Aussie Bank Crowdsources Product Ideas in Mobile App Challenge

Westpac will invest $50,000 to develop two concept apps from the public. The bank already has an aggressive mobile strategy, and is threatening to shake things up further with more bold moves like this before year's end.

Westpac is looking for talented New Zealand designers and developers that the bank might be able to collaborate with as they “move forward with a progressive mobile and digital program.”


The Westpac App Challenge 2013 seeks submissions from the general public for mobile apps that will make common banking activities — a process, transaction or application — easier, faster and safe for customers. Concepts and ideas submitted can be for any mobile platform, including tablets.

If an app is selected for development, the designer will get $10,000 and the opportunity to work with Westpac’s digital team to make the concept a reality. The bank says it has a pool of $50,000 to invest in apps that might emerge from the contest.


This isn’t just a marketing sham either, like some companies that pretend to crowdsource so they can claim they “listen to customers” despite knowing exactly what they were going to implement from the very get-go. No, Westpac isn’t on embarking on some ethically shaky fishing expedition. They intend to actually build at least two of the app concepts they see submitted. And who knows, maybe this may be a serious form of talent scouting for Westpac. Perhaps they are looking to hire a few mobile developers, and this is a subtle (if not elaborate) way to solicit resumes.

The bar is pretty high. Westpac already has a full mobile banking app for smart phones, and was among the first in that hemisphere to roll out an iPad app. They also have an interesting Cash Tank app for iPhones and Android devices that gives customers a quick visual indication of how much money is in their account, plus a fun and innovative Pay Pig app to help kids keep track of their chores and pocket money.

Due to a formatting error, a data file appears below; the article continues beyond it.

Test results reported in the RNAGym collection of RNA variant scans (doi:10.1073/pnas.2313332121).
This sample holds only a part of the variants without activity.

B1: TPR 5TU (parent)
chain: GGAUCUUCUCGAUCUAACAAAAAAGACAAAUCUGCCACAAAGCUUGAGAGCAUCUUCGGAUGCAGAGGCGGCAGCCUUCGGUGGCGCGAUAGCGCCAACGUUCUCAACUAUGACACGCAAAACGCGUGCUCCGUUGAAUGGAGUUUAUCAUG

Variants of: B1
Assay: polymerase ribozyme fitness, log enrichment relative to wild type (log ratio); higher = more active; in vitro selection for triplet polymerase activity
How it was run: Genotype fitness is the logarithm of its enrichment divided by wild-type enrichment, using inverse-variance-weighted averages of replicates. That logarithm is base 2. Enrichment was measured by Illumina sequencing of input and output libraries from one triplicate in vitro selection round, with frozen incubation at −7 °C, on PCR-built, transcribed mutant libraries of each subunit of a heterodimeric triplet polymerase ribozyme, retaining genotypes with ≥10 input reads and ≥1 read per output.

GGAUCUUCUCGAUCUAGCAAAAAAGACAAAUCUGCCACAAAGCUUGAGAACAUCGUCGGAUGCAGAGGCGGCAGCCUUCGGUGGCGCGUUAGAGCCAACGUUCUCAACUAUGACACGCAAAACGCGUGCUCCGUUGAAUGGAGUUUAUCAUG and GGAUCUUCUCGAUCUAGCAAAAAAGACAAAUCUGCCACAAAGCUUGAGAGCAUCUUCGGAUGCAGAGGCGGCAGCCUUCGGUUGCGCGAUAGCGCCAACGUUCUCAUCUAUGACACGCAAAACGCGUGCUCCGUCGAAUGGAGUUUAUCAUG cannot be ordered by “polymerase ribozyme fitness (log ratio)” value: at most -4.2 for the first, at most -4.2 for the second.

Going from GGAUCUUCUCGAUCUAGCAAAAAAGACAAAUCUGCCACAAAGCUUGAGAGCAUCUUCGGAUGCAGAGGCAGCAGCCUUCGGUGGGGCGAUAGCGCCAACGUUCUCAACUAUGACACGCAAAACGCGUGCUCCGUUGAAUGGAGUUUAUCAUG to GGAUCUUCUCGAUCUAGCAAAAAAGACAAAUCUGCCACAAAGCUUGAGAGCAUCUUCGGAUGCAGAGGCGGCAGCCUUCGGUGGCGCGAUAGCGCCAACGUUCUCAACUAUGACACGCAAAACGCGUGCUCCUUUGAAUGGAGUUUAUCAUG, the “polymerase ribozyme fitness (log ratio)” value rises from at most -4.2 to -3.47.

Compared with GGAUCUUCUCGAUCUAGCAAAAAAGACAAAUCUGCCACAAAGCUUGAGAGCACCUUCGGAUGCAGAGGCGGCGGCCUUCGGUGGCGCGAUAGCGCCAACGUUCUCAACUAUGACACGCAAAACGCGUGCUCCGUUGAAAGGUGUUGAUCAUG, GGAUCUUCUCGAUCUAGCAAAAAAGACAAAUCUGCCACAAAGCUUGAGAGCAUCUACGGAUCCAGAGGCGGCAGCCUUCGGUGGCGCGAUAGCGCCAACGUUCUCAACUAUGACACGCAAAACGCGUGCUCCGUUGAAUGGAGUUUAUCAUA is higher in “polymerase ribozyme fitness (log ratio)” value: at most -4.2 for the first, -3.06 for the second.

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There will be two stages of the judging process. First, an internal Westpac panel will review all entries and, in consultation with any other experts they feel necessary. Up to five entrants will be asked to present their app and concept to a panel. In the second round, Westpac’s panel will decide the apps that Westpac take forward to development. The panel of judges include:

  • Simon Pomeroy – Head of Digital Banking & Customer Experience, Westpac
  • Peter Fletcher – Chief Information Officer, Westpac
  • Shane Howell – Head of Retail Products, Westpac
  • Michael Dutton – Senior Experience Designer, Optimal Experience*
  • Mauricio Freitas – Geekzone*
    * Third-party expert

One of the judges, Michael Dutton, has studied and ranked all the mobile banking apps in New Zealand. He ranked Westpac third, after ASB and BNZ.

Selected semi-finalists will be invited to present their concept to the panel at Westpac on Takutai Square in Auckland. Each semi-finalist will have 15 minutes to present their concept, then the judges get 10 minutes to grill the presenter.

At least two apps will be selected for actual development.

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“We have deliberately been wide in the brief to encourage innovative and creative thinking. We don’t want to prescribe a narrow field of focus because we want to encourage their unique perspective and skills,” said Simon Pomeroy, Head of Digital at Westpac New Zealand. “Westpac has an innovative pipeline of digital and mobile releases scheduled over the next year that we are excited about and we hope this contributes further to that.”

Callum Wilson, Westpac’s general manager for customer strategy and experience, has promised one New Zealand publication that the bank will be unveiling “big changes” in mobile banking before the end of the year including “game changing” developments.

Commonwealth Bank over in Australia has done something similar, although their Idea Bank was not specific to the mobile channel, and customers were the ones who judged and voted on concepts.

RBS implemented its own “Ideas Bank” concept earlier this year. And First Direct, also in the UK, has been toying with crowdsourced product development input at its Innovation Lab since 2011.

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